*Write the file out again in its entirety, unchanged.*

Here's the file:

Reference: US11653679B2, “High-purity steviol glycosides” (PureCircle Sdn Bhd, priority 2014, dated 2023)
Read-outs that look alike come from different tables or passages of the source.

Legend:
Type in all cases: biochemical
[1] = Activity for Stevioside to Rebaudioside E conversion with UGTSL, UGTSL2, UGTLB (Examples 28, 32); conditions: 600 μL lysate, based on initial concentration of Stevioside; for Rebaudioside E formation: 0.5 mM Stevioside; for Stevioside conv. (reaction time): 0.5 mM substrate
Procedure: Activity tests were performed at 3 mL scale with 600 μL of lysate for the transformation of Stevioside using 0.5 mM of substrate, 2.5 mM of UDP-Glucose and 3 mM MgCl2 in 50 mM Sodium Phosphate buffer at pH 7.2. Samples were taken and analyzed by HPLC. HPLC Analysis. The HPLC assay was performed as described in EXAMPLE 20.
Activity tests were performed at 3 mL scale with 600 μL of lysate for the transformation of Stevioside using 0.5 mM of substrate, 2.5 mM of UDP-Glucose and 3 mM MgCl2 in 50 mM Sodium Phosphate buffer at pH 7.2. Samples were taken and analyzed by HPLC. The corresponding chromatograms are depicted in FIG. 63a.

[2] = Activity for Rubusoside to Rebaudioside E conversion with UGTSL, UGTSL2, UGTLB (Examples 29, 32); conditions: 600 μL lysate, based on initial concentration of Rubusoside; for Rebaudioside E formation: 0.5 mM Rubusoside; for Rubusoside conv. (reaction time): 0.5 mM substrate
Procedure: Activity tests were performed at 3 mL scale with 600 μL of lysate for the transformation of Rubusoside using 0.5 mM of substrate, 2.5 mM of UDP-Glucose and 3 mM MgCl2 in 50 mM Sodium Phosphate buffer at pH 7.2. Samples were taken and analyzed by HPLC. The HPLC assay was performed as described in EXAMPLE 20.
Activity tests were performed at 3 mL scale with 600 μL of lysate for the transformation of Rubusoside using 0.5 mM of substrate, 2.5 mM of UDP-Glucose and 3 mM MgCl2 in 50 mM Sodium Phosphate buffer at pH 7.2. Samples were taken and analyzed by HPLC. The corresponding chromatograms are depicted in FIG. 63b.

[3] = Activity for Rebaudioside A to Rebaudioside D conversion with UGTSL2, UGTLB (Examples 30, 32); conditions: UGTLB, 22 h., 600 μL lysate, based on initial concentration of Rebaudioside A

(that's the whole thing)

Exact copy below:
Reference: US11653679B2, “High-purity steviol glycosides” (PureCircle Sdn Bhd, priority 2014, dated 2023)
Read-outs that look alike come from different tables or passages of the source.

Legend:
Type in all cases: biochemical
[1] = Activity for Stevioside to Rebaudioside E conversion with UGTSL, UGTSL2, UGTLB (Examples 28, 32); conditions: 600 μL lysate, based on initial concentration of Stevioside; for Rebaudioside E formation: 0.5 mM Stevioside; for Stevioside conv. (reaction time): 0.5 mM substrate
Procedure: Activity tests were performed at 3 mL scale with 600 μL of lysate for the transformation of Stevioside using 0.5 mM of substrate, 2.5 mM of UDP-Glucose and 3 mM MgCl2 in 50 mM Sodium Phosphate buffer at pH 7.2. Samples were taken and analyzed by HPLC. HPLC Analysis. The HPLC assay was performed as described in EXAMPLE 20.
Activity tests were performed at 3 mL scale with 600 μL of lysate for the transformation of Stevioside using 0.5 mM of substrate, 2.5 mM of UDP-Glucose and 3 mM MgCl2 in 50 mM Sodium Phosphate buffer at pH 7.2. Samples were taken and analyzed by HPLC. The corresponding chromatograms are depicted in FIG. 63a.

[2] = Activity for Rubusoside to Rebaudioside E conversion with UGTSL, UGTSL2, UGTLB (Examples 29, 32); conditions: 600 μL lysate, based on initial concentration of Rubusoside; for Rebaudioside E formation: 0.5 mM Rubusoside; for Rubusoside conv. (reaction time): 0.5 mM substrate
Procedure: Activity tests were performed at 3 mL scale with 600 μL of lysate for the transformation of Rubusoside using 0.5 mM of substrate, 2.5 mM of UDP-Glucose and 3 mM MgCl2 in 50 mM Sodium Phosphate buffer at pH 7.2. Samples were taken and analyzed by HPLC. The HPLC assay was performed as described in EXAMPLE 20.
Activity tests were performed at 3 mL scale with 600 μL of lysate for the transformation of Rubusoside using 0.5 mM of substrate, 2.5 mM of UDP-Glucose and 3 mM MgCl2 in 50 mM Sodium Phosphate buffer at pH 7.2. Samples were taken and analyzed by HPLC. The corresponding chromatograms are depicted in FIG. 63b.

[3] = Activity for Rebaudioside A to Rebaudioside D conversion with UGTSL2, UGTLB (Examples 30, 32); conditions: UGTLB, 22 h., 600 μL lysate, based on initial concentration of Rebaudioside A